Monday 23 April 2012

Earthquake beneath Barmouth, Gwynedd, northwest Wales.

Slightly before 3.30 British Summer Time (2.30 GMT) on Saturday 21 April 2012, the British Geological Survey recorded an Earthquake 12 km beneath the Welsh seaside resort of Barmouth, on the north side of the Mawddach Estuary. An Earthquake this small and this deep is unlikely to have been noticed by residents of the town, and there is no danger of any damage or casualties.

The location of the 21 April Earthquake. British Geological Survey.

Despite being a long way from any plate margins Wales is still moderately Earthquake prone, suffering a magnitude three quake roughly once every three years, and a magnitude four quake roughly every thirty years. Larger quakes are rarer, but do occur; most recently in 1984 when a quake on the Llŷn Peninsula, Gwynedd, recorded as measuring 5.4 on the Richter Scale, was felt across much of the UK and Ireland, causing damage and minor injuries as far away as Liverpool. The most recent Earthquake related fatality was in Porthmadog in 1940, when an elderly lady fell down a flight of stairs during a quake measuring 4.7 on the Richter Scale. In 1906 Swansea in South Wales was hit by a magnitude 5.2 quake that caused considerable damage. Caernarfon, in Gwynedd, suffered a magnitude 4.9 quake in 1903 and a magnitude 5.0 quake in 1893.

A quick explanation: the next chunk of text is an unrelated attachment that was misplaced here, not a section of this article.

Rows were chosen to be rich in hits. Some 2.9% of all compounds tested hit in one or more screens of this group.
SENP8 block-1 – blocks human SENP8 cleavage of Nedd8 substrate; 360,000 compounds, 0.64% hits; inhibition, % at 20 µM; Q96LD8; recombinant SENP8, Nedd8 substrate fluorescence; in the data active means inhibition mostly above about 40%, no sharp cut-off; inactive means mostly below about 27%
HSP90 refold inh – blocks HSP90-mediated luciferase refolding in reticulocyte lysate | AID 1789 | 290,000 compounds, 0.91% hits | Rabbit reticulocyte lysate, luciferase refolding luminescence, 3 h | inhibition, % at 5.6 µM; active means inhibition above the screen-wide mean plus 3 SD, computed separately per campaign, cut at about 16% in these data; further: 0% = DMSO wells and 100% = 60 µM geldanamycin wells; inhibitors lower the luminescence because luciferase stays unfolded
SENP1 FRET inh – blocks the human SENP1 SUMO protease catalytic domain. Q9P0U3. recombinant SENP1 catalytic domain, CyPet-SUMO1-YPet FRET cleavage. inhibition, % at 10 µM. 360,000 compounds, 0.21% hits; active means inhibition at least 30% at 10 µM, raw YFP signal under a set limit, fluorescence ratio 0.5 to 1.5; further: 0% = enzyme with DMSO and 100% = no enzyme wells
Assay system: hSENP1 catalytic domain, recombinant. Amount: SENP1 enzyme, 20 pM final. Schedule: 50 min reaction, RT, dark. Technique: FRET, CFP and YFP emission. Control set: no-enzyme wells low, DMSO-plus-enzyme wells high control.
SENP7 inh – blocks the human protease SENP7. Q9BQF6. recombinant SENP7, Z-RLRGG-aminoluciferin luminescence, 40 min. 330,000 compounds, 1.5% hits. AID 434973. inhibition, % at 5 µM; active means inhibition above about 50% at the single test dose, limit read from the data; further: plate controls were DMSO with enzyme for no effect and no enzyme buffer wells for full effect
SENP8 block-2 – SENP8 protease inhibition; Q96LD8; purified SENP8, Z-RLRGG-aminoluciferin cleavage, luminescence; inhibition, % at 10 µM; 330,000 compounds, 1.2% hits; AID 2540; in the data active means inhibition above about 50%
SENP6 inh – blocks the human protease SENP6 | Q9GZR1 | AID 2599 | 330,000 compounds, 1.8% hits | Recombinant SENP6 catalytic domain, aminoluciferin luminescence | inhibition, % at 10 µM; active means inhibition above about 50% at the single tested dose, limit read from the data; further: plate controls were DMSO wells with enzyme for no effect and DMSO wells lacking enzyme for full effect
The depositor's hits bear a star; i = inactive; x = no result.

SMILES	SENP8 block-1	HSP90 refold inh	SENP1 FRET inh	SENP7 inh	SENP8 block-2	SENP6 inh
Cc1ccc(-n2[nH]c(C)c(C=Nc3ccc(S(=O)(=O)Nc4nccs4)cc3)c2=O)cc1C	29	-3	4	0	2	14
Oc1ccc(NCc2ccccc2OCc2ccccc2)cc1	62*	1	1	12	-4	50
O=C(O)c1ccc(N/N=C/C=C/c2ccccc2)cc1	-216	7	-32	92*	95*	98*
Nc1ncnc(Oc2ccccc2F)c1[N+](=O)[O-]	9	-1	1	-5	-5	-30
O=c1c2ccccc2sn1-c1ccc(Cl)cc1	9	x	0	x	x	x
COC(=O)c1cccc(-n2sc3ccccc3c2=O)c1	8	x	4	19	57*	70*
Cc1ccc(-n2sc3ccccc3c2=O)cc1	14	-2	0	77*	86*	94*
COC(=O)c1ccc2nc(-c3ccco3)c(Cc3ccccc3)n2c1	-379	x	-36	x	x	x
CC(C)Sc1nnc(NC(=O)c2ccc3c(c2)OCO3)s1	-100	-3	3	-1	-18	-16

These quakes are the result of a variety of influences; Eurasia is being pushed eastwards by the expansion of the Atlantic Ocean, at the same time Africa is pushing into the continent from the south, which causes a considerable number of quakes in southern and southeastern Europe, and a smaller number in northern Europe. Britain is also subject to stresses caused by expansion of the crust beneath the North Sea, in the Rhine Valley and in the Bay of Biscay, though to a lesser extent. Finally the UK is still undergoing glacial rebound; much of the country was covered by a thick layer of ice until about 10 000 years ago. This pushed down on the rocks beneath it, which are now slowly springing back up again.

The British Geological Survey are interested in hearing from anyone in the area who felt (or didn't feel, which is also data) the quake. This can be reported here.

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